Y’all just better be just turnin’ back if you want this boy to win
‘Cos practice is the only cure for the predicament he’s in
Now devil, it would be a sin for you to get my bow
You go on back to hell and to the woodshed I will go
Johnny, are you practicing or will your hands grow cold?
The devil walks the land and plays a fiddle made of gold
The Charlie Daniels Band, The Devil Comes Back to Georgia
Music students know and often dread woodshedding — the word for focused practice in surroundings where there are no distractions. Even for the most naturally talented musician, woodshedding is the key to leveraging the most out of one’s talent.
In its musicology program, Spy Hop Productions takes the art of woodshedding up a step by offering a free four-month-long workshop for aspiring teen songwriters to explore and hone their craft. Led by local musician Cathy Foy, the workshop becomes a peer community for students from different backgrounds and musical interests to offer mutual encouragement. The fall class will culminate Monday, Dec. 13, with the six students performing their songs at the family-friendly venue of Killy Court. Doors open at 6 p.m. and music starts at 7 p.m. The event is free and open to the public.
The current group of students represent quite an assortment of musical backgrounds and philosophies about musical education. This is consistent with one of Spy Hop’s hallmark strengths in its nationally recognized media and arts programs — forming instant communities by breaking every imaginable barrier where the creative environment is nourished so that every participant gains the confidence to sharpen and hone their craft with lots of practice. Kate Randall has taken voice lessons and enjoys playing the ukulele. Lauren Clark also has taken voice lessons and plays the ukulele, an inspirational nod toward 17-year-old singer and songwriter Grace VanderWaal who is well known for pushing the visibility of this stringed instrument. Clark also enjoys performing in musical theater productions. Her sibling Joanne Clark has played trombone in marching and jazz bands, sings in choir and has picked up piano through music theory. Vix Holder has taken singing lessons for a couple of years and has been playing drums for three years. She played in jazz and concert bands in middle school and her father, whom she considers a huge influence, taught her guitar.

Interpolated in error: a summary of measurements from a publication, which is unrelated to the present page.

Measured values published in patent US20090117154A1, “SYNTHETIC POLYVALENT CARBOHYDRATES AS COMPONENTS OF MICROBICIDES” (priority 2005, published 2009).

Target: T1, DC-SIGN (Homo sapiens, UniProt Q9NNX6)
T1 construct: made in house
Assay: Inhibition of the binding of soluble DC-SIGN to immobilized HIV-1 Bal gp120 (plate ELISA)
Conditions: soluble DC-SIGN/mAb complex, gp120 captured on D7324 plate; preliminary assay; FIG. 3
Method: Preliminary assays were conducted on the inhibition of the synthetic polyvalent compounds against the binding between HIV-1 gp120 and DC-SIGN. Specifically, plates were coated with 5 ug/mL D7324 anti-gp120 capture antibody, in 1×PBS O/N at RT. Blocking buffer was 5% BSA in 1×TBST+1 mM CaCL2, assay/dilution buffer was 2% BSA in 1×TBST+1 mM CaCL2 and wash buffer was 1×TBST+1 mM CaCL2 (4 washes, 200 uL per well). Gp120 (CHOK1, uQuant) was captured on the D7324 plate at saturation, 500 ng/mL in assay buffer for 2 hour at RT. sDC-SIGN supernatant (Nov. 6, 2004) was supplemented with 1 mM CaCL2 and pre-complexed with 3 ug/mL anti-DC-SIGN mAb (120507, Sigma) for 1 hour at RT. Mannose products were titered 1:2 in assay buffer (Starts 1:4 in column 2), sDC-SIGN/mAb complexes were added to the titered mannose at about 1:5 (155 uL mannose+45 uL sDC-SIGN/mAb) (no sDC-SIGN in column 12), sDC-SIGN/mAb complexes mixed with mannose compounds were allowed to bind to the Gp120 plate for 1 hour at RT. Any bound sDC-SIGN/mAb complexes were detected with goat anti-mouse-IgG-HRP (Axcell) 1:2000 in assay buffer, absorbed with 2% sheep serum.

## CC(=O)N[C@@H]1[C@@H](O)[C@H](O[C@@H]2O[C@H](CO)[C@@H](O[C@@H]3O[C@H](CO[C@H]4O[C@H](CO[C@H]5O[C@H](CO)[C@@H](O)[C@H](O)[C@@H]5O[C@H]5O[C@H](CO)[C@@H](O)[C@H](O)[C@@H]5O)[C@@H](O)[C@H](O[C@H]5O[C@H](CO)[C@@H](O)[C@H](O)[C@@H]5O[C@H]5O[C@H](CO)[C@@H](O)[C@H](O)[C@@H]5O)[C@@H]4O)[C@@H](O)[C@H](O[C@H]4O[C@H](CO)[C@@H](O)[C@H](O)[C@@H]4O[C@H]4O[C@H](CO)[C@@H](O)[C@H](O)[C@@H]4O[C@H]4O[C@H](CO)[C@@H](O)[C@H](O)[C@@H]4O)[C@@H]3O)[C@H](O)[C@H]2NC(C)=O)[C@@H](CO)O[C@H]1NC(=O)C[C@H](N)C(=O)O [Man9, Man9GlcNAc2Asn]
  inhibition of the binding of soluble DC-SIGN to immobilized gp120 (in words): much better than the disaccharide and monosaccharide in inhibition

The others are mainly self taught. Gavin Palmer taught himself to play guitar and is now taking classical and jazz guitar classes at a local performing arts school. Lucy Quinn started violin in fourth grade but was disenchanted with traditional music pedagogy. Her dad then taught her to play guitar. Nando (who prefers to go by his first name) is mainly self taught and enjoys playing the electric guitar in the classic rock style. His mother had encouraged him in his younger days to take up music, given that his uncle had played bongos for a studio album recording by the Mexican-American band Santana.
The one aspect that binds the students together artistically is their collective dedication to composing lyrics and songs that emanate from a pristine, raw attitude and genuine emotional perspective. There is a remarkable absence of restraint in terms of the candor embedded in the lyrics. The thematic impulses of the songs come through marvelously against a concise, minimalist musical structure. While students can use any genre or style as their muse, the preferred range at least in this current group of young songwriters tends toward ballads and power ballads with incisive lyrics that mark a group of creative minds with surprisingly old soul perspectives. The Woodshedding workshop is truly a laboratory for extending the art of the song.